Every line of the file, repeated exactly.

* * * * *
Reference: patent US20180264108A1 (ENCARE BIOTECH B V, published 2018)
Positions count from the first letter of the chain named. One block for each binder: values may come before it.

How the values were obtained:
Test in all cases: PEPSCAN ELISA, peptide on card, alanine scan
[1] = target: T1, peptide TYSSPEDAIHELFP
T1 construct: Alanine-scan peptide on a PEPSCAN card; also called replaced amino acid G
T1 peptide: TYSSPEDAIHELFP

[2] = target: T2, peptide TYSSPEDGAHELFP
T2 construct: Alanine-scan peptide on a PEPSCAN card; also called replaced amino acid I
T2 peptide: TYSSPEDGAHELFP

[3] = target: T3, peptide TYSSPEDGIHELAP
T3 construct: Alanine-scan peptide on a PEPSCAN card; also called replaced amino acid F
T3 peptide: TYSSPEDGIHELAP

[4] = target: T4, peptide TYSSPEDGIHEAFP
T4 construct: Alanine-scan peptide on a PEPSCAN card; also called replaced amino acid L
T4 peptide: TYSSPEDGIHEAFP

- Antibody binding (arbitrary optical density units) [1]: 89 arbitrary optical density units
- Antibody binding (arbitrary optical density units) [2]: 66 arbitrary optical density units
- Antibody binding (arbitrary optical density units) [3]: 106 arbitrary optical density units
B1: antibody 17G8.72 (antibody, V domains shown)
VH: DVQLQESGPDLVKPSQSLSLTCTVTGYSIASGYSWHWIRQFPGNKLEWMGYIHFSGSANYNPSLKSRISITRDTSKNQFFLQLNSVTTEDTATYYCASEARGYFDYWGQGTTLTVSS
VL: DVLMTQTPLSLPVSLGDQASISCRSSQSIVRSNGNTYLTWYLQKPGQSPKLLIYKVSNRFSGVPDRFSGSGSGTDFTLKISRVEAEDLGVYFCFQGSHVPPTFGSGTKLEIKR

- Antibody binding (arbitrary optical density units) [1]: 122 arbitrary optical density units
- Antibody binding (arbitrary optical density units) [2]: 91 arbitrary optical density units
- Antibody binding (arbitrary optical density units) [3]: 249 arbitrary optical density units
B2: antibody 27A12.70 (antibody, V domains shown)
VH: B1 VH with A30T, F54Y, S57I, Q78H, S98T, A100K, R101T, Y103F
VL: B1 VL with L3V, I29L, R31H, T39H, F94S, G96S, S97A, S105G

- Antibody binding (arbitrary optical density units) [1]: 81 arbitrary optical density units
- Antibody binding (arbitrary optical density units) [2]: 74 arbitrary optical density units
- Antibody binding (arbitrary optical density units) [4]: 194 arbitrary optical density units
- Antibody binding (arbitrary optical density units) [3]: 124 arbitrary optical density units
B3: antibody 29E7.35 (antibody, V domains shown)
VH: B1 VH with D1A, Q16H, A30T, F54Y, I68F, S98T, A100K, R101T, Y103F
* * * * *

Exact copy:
Reference: patent US20180264108A1 (ENCARE BIOTECH B V, published 2018)
Positions count from the first letter of the chain named. One block for each binder: values may come before it.

How the values were obtained:
Test in all cases: PEPSCAN ELISA, peptide on card, alanine scan
[1] = target: T1, peptide TYSSPEDAIHELFP
T1 construct: Alanine-scan peptide on a PEPSCAN card; also called replaced amino acid G
T1 peptide: TYSSPEDAIHELFP

[2] = target: T2, peptide TYSSPEDGAHELFP
T2 construct: Alanine-scan peptide on a PEPSCAN card; also called replaced amino acid I
T2 peptide: TYSSPEDGAHELFP

[3] = target: T3, peptide TYSSPEDGIHELAP
T3 construct: Alanine-scan peptide on a PEPSCAN card; also called replaced amino acid F
T3 peptide: TYSSPEDGIHELAP

[4] = target: T4, peptide TYSSPEDGIHEAFP
T4 construct: Alanine-scan peptide on a PEPSCAN card; also called replaced amino acid L
T4 peptide: TYSSPEDGIHEAFP

- Antibody binding (arbitrary optical density units) [1]: 89 arbitrary optical density units
- Antibody binding (arbitrary optical density units) [2]: 66 arbitrary optical density units
- Antibody binding (arbitrary optical density units) [3]: 106 arbitrary optical density units
B1: antibody 17G8.72 (antibody, V domains shown)
VH: DVQLQESGPDLVKPSQSLSLTCTVTGYSIASGYSWHWIRQFPGNKLEWMGYIHFSGSANYNPSLKSRISITRDTSKNQFFLQLNSVTTEDTATYYCASEARGYFDYWGQGTTLTVSS
VL: DVLMTQTPLSLPVSLGDQASISCRSSQSIVRSNGNTYLTWYLQKPGQSPKLLIYKVSNRFSGVPDRFSGSGSGTDFTLKISRVEAEDLGVYFCFQGSHVPPTFGSGTKLEIKR

- Antibody binding (arbitrary optical density units) [1]: 122 arbitrary optical density units
- Antibody binding (arbitrary optical density units) [2]: 91 arbitrary optical density units
- Antibody binding (arbitrary optical density units) [3]: 249 arbitrary optical density units
B2: antibody 27A12.70 (antibody, V domains shown)
VH: B1 VH with A30T, F54Y, S57I, Q78H, S98T, A100K, R101T, Y103F
VL: B1 VL with L3V, I29L, R31H, T39H, F94S, G96S, S97A, S105G

- Antibody binding (arbitrary optical density units) [1]: 81 arbitrary optical density units
- Antibody binding (arbitrary optical density units) [2]: 74 arbitrary optical density units
- Antibody binding (arbitrary optical density units) [4]: 194 arbitrary optical density units
- Antibody binding (arbitrary optical density units) [3]: 124 arbitrary optical density units
B3: antibody 29E7.35 (antibody, V domains shown)
VH: B1 VH with D1A, Q16H, A30T, F54Y, I68F, S98T, A100K, R101T, Y103F